When the February meeting concluded, several pragmatic issues were left unanswered:

  • Are funding agencies, US and international, interested (perhaps as a consortium) in supporting and sustaining a preprint service for life scientists?
  • Should there be one or multiple preprint servers and, if multiple, how would the information on the servers be coordinated?
  • How should preprint server(s) be governed so that it best reflects the needs of the scientific community?
  • How can information retrieval be made easier for scientists (e.g., by linking preprints, journal publications, and other types of data from the same work)?

Among the encouraging signs at the February meeting was the enthusiasm voiced by several funding organizations for preprints as a means to advance the science they support.  To pursue the funders’ interests expeditiously and in hopes of gathering information that would help answer the above questions, ASAPbio is proposing to hold a smaller and more focused event that will gather representatives of funding agencies (public and private funding organizations from the US and abroad), representatives of several existing preprint servers, data management experts, and prospective users from the life sciences. The NIH has agreed to hold the meeting on their campus, but has not made other commitments to preprint services at this time. The meeting is in an early planning stage; the date, invitation list, and agenda/goals are still being formulated.

To encourage frank discussion and debate about sensitive financial issues at this smaller gathering, we do not expect to use live streaming, as was done at the initial and larger gathering in February. However, ASAPbio will promptly post a detailed summary after the meeting on this web site and encourage participants to publicly discuss their views.  Furthermore, we will continue to use polls and other “feedback” mechanisms via the ASAPbio website to ensure that large numbers of scientists are able to voice their opinions of the type of preprint system they favor.  The first poll is already well underway and we would appreciate your participation; additional polls/feedback are being developed.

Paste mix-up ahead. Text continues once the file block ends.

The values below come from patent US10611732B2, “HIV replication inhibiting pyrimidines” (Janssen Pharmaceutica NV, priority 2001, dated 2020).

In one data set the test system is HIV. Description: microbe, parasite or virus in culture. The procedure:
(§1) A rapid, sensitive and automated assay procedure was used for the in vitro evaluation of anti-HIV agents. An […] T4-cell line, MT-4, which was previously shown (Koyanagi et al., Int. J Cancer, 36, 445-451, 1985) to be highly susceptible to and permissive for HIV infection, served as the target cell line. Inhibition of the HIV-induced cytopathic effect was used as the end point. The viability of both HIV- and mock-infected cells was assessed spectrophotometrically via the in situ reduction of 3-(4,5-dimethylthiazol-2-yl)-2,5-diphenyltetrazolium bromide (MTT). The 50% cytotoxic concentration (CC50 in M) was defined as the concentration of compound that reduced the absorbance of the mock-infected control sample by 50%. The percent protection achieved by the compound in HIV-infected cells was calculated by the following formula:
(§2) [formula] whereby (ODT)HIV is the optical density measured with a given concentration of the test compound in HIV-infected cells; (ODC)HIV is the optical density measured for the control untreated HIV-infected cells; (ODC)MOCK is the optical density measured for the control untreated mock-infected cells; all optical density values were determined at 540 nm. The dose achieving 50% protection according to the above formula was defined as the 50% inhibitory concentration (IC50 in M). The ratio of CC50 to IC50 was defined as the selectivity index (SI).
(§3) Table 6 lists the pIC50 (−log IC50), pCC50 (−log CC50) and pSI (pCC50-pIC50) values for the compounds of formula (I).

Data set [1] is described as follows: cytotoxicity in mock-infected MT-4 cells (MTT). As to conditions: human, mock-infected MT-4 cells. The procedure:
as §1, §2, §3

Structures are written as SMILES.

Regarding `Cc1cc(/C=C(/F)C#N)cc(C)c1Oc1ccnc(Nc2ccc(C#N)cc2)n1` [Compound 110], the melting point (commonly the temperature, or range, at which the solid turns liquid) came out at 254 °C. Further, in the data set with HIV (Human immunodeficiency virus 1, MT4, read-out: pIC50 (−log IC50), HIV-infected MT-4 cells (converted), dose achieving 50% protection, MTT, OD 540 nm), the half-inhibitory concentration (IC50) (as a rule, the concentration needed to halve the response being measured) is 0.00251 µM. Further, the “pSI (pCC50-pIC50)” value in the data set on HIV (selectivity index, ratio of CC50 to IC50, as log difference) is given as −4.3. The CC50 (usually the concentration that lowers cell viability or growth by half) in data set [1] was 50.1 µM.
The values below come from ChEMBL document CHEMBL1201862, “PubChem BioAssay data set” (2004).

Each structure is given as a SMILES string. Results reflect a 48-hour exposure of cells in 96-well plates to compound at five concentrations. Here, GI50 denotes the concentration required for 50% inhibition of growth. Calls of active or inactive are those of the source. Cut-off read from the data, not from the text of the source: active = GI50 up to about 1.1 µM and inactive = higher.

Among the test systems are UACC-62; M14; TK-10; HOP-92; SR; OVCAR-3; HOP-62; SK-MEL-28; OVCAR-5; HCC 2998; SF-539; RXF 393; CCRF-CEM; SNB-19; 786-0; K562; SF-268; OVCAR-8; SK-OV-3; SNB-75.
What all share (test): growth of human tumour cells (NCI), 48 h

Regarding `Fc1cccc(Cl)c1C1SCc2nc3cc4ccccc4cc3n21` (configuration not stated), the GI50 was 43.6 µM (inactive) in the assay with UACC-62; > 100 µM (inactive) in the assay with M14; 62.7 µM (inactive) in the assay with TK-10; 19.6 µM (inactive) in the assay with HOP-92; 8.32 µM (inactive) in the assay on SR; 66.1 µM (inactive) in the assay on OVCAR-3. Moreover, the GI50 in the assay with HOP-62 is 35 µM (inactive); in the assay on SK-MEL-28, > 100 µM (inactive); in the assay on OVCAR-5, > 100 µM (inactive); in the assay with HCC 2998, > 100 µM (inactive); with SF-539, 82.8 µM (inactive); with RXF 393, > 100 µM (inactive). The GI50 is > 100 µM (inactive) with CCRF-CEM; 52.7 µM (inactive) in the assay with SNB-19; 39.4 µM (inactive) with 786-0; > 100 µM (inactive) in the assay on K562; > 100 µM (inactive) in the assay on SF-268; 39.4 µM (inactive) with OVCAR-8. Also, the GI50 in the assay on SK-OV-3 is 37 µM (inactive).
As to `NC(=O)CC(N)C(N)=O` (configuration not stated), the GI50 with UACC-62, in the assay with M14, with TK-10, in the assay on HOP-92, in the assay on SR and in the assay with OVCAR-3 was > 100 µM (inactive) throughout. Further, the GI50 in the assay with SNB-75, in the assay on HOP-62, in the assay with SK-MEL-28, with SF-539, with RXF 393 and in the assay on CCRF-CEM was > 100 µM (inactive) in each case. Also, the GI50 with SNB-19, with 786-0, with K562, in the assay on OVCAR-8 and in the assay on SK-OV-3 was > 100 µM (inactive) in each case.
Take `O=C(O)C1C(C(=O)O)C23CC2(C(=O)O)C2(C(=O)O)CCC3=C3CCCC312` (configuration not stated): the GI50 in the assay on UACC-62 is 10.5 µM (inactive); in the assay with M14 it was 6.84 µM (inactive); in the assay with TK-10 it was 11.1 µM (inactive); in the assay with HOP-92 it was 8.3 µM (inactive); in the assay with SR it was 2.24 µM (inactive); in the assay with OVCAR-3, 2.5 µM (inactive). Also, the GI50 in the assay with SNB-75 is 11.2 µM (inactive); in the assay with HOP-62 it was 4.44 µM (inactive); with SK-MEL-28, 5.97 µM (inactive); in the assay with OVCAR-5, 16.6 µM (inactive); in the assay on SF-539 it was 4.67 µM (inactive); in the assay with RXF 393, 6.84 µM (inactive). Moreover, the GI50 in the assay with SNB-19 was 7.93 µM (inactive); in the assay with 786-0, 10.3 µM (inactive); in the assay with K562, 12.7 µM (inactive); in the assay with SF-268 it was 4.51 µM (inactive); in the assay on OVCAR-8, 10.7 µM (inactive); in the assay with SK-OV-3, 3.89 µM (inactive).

In the interim, please feel to contact us with any questions, ideas, or concerns.

ASAPbio newsletter – vol 1


Thanks for subscribing to ASAPbio’s newsletter!

As part of the followup to last month’s productive meeting, ASAPbio organizers and attendees have been working to spread discussions about preprints to the broader community. Recent articles at Wired, NYTimes, and The Economist have certainly moved the needle in this regard!

Please help keep the conversation going by taking one or more of the following actions:

  1. Take the survey on preprint preferences here. We’re trying to understand what attributes of preprint servers are most desired by the community – and whether one or several would be most beneficial. You responses will remain confidential.
  2. Post a submission selfie – take a photo of yourself and your coauthors celebrating a preprint submission and post it here.
  3. Become an ASAPbio AmbassadorSign up to act as a representative for ASAPbio efforts at your institution. We’ll get in touch to provide materials to make organizing local “town hall” events easier. We are preparing this material now and it should be available within one month at the preprint info center on ASAPbio.org.
  4. Help us keep track of progress by leaving a comment with any news (a change in journal policies, a local event – even in the early stages of organization – a new article, etc,)  here.

Best,

ASAPbio organizers